It urged Sadiq Khan to call on the Government to increase overall funding for mental health to ensure mental health of young Londoners is adequately resourced in the recovery. They also want the Mayor to evaluate the provision of mental health services in schools across London and draw up an action plan to “secure funding for schools to commission mental health services”.
It follows a survey conducted by The London Assembly Health Committee of more than 300 young Londoners in January in which 85 per cent of respondents said the pandemic had “made them feel down or very down”.
The survey focused especially on the mental health impacts on young people from lower income homes, young carers and young people with disabilities, which Public Health England has admitted are “under-researched” groups.
There are more than 800,000 children living in poverty in London, over 70,000 young carers and at least 200,000 young people living with some level of disability.
A spokesperson for the London Assembly Health Committee said: “Our research has shown that young people are struggling to know who to turn to for mental health support, sometimes due to embarrassment and sometimes because they feel their problems don’t matter.
“That is why raising awareness is so important and why we applaud the Evening Standard for drawing attention to children’s mental health needs in their Young London SOS campaign.”
The cross-party Health Committee said that the Mayor – “who has a statutory responsibility to address health inequalities” – should involve young people in the decision making, make getting help easier and ensure those hit hardest by the pandemic are not left behind.
They said the Mayor needed to back up his words with detailed plans – calling for “more focus” on young people’s mental health as it hits “crunch point” in the pandemic. The Mayor has a duty to “pave the way” for young people’s mental health recovery from Covid-19, they added.
Dr Onkar Sahota, chair of the London Assembly Health Committee, said: “Over 300 young people shared their experiences with us and they did not hold back. People were concerned about decisions being made without their input, felt out of control and did not think they could get help.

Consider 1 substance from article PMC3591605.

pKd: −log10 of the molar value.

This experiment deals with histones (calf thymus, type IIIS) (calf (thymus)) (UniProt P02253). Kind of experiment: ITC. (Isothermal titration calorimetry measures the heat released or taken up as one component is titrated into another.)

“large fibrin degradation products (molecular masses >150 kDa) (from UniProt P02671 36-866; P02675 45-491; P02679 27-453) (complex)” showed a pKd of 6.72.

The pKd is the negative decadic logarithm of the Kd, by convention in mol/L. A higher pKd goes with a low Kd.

“Whilst primary responsibility for mental health services lies with the Government, there are real, concrete steps that the Mayor can take to help support young people during this time. That is why our plan has three clear principles to consult young people on what they need from London’s Covid-19 recovery, make getting help easier, and ensure no-one is left behind.
“The Mayor can pave the way to make young people’s mental health and wellbeing a priority in London’s COVID-19 plans.”
“He recently invested £70,000 to expand ‘Good Thinking’, an online mental wellbeing service that supports young people.
“He is also providing mental health support through his Young Londoners Fund. In addition, as chair of the London Health Board, he has asked for a focus at the next meeting on mental health services for young Londoners.
“Sadiq is planning for a recovery that puts a focus on improving the mental health and wellbeing of young people, but even before this pandemic, mental health support for young people was in crisis.
“This makes it all the more important that the Government steps up to the mark and increases overall funding for mental health to ensure no young person is left behind.”